5 Books to Give the Grad in Your Life

Your soon-to-be-graduate is stellar in every way and beloved by all, including Beyonce. They rescue kittens trapped in trees, extinguish fires, and write A+++ papers in their spare time. Which poses a challenge to you: with everyone in their orbit heaping presents upon them in celebration of their great accomplishment, what can you give that they won't also receive from seven other people? 

We have some ideas. All titles on this list were published within the past few months. Although they're certain to find a place alongside Oh, the Places You'll Go and This Is Water, they're not part of the classic graduation cannon. . .yet.

1. For Everyone by Jason Reynolds

Originally performed at the Kennedy Center for the unveiling of the Martin Luther King Jr. Memorial, and later as a tribute to Walter Dean Myers, this stirring and inspirational poem is New York Times bestselling author and National Book Award finalist Jason Reynolds’s rallying cry to the dreamers of the world.

In For Every One, Jason does not claim to know how to make dreams come true. However, he does know that dreams take time and resilience to transform into reality. He knows the importance of drive and passion and hope never fully extinguish. And he knows that, eventually, every dreamer must take a leap of faith, or else continue sleeping.

 

2. You Can Do Anything by George Anders

For more than a decade, the national spotlight has focused on science and engineering as the only reliable choice for finding a successful post-grad career. Quietly, though, a different path to success has been taking shape. In You Can Do Anything, George Anders explains the remarkable power of a liberal arts education - and the ways it can open the door to thousands of cutting-edge jobs every week. The key insight: curiosity, creativity, and empathy aren't unruly traits that must be reined in. If you know how to attack the job market, these traits can open the door to vast opportunities.

In this book, readers learn why resume-writing is fading in importance and why "telling your story" is taking its place. Readers learn how to create jobs that don't exist yet, and to translate their campus achievements into job qualifications. Readers discover why people who start in eccentric first jobs - and then make their own luck - so often race ahead of peers whose post-college hunt focuses only on security and starting pay. Readers of You Can Do Anything will be ready for everything.

3. In Conclusion, Don't Worry About It by Lauren Graham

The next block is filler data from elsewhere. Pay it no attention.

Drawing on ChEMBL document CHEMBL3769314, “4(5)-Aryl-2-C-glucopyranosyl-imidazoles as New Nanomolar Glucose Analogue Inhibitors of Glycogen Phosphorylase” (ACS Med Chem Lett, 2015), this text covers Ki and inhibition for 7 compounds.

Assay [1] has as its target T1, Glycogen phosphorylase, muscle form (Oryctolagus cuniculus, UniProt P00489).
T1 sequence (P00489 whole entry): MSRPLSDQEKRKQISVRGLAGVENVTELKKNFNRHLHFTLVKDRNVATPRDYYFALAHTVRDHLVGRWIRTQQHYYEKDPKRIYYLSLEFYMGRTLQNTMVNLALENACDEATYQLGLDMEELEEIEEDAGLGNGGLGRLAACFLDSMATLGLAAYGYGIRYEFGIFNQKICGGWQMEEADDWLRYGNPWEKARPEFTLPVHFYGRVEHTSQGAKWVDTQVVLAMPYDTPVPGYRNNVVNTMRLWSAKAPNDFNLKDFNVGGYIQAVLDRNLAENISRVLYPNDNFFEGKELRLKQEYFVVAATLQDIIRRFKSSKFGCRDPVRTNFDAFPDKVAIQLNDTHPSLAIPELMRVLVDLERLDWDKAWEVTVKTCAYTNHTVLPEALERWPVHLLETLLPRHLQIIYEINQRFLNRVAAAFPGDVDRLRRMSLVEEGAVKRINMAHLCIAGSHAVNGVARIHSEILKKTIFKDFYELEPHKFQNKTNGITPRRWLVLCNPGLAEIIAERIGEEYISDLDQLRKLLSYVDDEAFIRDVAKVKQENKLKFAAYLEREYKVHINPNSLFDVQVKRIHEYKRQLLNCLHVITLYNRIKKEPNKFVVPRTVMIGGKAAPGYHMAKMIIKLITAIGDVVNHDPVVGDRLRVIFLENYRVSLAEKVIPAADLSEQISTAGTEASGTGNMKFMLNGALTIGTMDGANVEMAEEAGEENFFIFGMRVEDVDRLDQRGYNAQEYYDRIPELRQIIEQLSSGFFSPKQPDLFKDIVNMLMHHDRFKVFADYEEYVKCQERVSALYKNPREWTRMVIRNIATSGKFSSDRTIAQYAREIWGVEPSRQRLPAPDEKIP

In this expansion of the 2017 commencement speech she gave at her hometown Langley High, Lauren Graham, the beloved star of Gilmore Girls and Parenthood, reflects on growing up, pursuing your dreams, and living in the here and now. “Whatever path you choose, whatever career you decide to go after, the important thing is that you keep finding joy in what you’re doing, especially when the joy isn’t finding you.” In her hilarious, relatable voice, Graham reminds us to be curious and compassionate, no matter where life takes us or what we’ve yet to achieve. Grounded and inspiring—and illustrated throughout with drawings by Graham herself—here is a comforting road map to a happy life.
 

4. Am I There Yet? The Loop-de-Loop, Zigzagging Journey to Adulthood by Mari Andrew

Mari Andrew started doodling when she worked at a bakery--she took some license with the display case labels. When customers told her the drawings brightened their days, Mari realized she could use that hobby to connect with people. She hit a professional rough patch in her late 20s and began to chronicle her work on Instagram. Nearly overnight, she became a sensation. 

This book is organized by universal themes of becoming an adult--for example, loss, adventure, ambition. Within each chapter, Mari shares her personal experiences in never-before-seen essays, accompanied by spreads of her signature illustrations, 90 percent of which are brand new. Readers are bound to see some of themselves in this book, whether seeking advice on how to handle growing up, or just looking for a friend who can commiserate.

 

5. Love by Matt de la Pena and Loren Long

In this heartfelt celebration of love, author Matt de la Peña and illustrator Loren Long depict the many ways we experience the universal bond of love, which carries us from the day we are born throughout the years of our childhood and beyond. With a lyrical text that's soothing and inspiring, this tender tale is a needed comfort and a new classic that will resonate with readers of every age.

"Everything that can be called love -- from shared joy to comfort in the darkness -- is gathered in the pages of this reassuring, refreshingly honest picture book."—The New York Times Book Review, Editors' Choice / Staff Picks From the Book Review